According to the current trends, by next year, 1 percent of the richest population of the world will own more than the other 99 percent combined. This report was given by the anti-poverty charity Oxfam.
After the annual meeting of the international elite at Davos in Switzerland, the study was released that argues on the fact that global inequality is soaring, with the top tier seeing their share of wealth increase from 4 percent in 2009 to 48 percent in 2014.
Where are you on the global wealth ladder?
Most of the people can only dream of a jaw-dropping fortune, but if you are wondering whether you qualify for the top 1 percent slab or not, you would need approximately 2.3 million euros ($2.7 million), according to the average figure per adult. This report was given by Oxfam.
If we talk about the other end of the wealth scale, if everything you own is worth less than 10,000 US dollars, then you are in a good company as almost 70 percent of the world’s adults fall below this level of the wealth scale. Oxfam notes that more than a billion people live on less than $1.25, which is barely enough to buy a cup of coffee. The middle class of the world comprises about 20 percent of the popular, counting their wealth between $10,000 and $100,000. This is well below the cost of a house in many European countries.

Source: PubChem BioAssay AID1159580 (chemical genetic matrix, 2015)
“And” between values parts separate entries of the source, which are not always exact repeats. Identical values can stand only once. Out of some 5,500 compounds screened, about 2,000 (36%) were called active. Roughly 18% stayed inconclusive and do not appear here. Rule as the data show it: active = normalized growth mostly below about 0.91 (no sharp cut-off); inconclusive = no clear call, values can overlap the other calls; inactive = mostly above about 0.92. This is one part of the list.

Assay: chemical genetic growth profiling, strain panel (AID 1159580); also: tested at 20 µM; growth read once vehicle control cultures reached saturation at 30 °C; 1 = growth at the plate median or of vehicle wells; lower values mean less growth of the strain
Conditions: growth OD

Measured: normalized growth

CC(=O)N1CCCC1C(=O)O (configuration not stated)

Eighty richest individuals in the whole world have the same wealth as the poorest 50 percent of the entire population. Oxfam reported that 50 percent of this population stands to be around 3.5 billion people.
The number is even bigger at the top than a year ago, when the world’s half of the wealth was in the hands of 85 of the ultra-rich. The richest of the rich on last year/s Forbes list, 20% of billionaires had interests in the financial and insurance sectors. Oxfam released a report that shows the very rich are getting richer, pointing towards an example of a 22% increase in wealth between 2013 and 2014 for ex-New York City Mayor and media tycoon Michael Bloomberg. The same 20 percent rise in the wealth for financier George Soros was also reported.
This Oxfam report argues that global wealth is increasingly becoming concentrated in the hands of a small wealthy elite.
What to do?
Oxfam said that it will call for action to handle rising inequality at the Davos meeting, including a crackdown on the dodging of tax by corporations. The executive director at Oxfam, Winnie Byanyima said that this explosion in inequality is holding back the fight against poverty.